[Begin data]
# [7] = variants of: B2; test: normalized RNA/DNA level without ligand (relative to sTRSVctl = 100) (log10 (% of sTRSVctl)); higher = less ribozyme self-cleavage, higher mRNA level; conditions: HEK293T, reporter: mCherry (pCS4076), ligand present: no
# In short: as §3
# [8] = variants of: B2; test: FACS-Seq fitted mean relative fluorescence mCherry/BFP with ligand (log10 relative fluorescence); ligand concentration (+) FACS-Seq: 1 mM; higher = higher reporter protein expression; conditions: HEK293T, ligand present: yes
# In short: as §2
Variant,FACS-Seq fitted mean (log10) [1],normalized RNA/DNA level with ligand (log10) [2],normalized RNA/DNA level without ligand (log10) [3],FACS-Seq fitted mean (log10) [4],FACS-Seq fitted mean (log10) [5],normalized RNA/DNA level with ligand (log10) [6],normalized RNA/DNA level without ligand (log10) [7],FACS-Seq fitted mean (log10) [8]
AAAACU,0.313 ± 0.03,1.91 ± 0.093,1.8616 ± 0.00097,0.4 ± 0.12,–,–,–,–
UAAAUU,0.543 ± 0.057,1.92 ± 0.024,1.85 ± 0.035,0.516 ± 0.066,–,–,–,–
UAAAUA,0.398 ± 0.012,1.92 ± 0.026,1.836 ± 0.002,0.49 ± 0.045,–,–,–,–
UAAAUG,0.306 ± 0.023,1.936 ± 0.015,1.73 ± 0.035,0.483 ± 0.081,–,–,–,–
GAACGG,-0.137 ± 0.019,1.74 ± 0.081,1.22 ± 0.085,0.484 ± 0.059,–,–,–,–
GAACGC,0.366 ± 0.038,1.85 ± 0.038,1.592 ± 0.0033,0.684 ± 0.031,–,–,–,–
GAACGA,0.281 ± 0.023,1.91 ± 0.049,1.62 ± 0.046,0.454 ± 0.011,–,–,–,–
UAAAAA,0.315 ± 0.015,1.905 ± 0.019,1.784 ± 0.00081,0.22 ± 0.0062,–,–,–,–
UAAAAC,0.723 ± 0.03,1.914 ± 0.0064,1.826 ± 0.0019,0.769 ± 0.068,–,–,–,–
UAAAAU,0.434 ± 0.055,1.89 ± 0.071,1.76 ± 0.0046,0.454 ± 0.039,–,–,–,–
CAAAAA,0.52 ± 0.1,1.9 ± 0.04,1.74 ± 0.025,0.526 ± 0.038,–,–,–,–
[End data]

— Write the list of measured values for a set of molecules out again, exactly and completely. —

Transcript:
# [7] = variants of: B2; test: normalized RNA/DNA level without ligand (relative to sTRSVctl = 100) (log10 (% of sTRSVctl)); higher = less ribozyme self-cleavage, higher mRNA level; conditions: HEK293T, reporter: mCherry (pCS4076), ligand present: no
# In short: as §3
# [8] = variants of: B2; test: FACS-Seq fitted mean relative fluorescence mCherry/BFP with ligand (log10 relative fluorescence); ligand concentration (+) FACS-Seq: 1 mM; higher = higher reporter protein expression; conditions: HEK293T, ligand present: yes
# In short: as §2
Variant,FACS-Seq fitted mean (log10) [1],normalized RNA/DNA level with ligand (log10) [2],normalized RNA/DNA level without ligand (log10) [3],FACS-Seq fitted mean (log10) [4],FACS-Seq fitted mean (log10) [5],normalized RNA/DNA level with ligand (log10) [6],normalized RNA/DNA level without ligand (log10) [7],FACS-Seq fitted mean (log10) [8]
AAAACU,0.313 ± 0.03,1.91 ± 0.093,1.8616 ± 0.00097,0.4 ± 0.12,–,–,–,–
UAAAUU,0.543 ± 0.057,1.92 ± 0.024,1.85 ± 0.035,0.516 ± 0.066,–,–,–,–
UAAAUA,0.398 ± 0.012,1.92 ± 0.026,1.836 ± 0.002,0.49 ± 0.045,–,–,–,–
UAAAUG,0.306 ± 0.023,1.936 ± 0.015,1.73 ± 0.035,0.483 ± 0.081,–,–,–,–
GAACGG,-0.137 ± 0.019,1.74 ± 0.081,1.22 ± 0.085,0.484 ± 0.059,–,–,–,–
GAACGC,0.366 ± 0.038,1.85 ± 0.038,1.592 ± 0.0033,0.684 ± 0.031,–,–,–,–
GAACGA,0.281 ± 0.023,1.91 ± 0.049,1.62 ± 0.046,0.454 ± 0.011,–,–,–,–
UAAAAA,0.315 ± 0.015,1.905 ± 0.019,1.784 ± 0.00081,0.22 ± 0.0062,–,–,–,–
UAAAAC,0.723 ± 0.03,1.914 ± 0.0064,1.826 ± 0.0019,0.769 ± 0.068,–,–,–,–
UAAAAU,0.434 ± 0.055,1.89 ± 0.071,1.76 ± 0.0046,0.454 ± 0.039,–,–,–,–
CAAAAA,0.52 ± 0.1,1.9 ± 0.04,1.74 ± 0.025,0.526 ± 0.038,–,–,–,–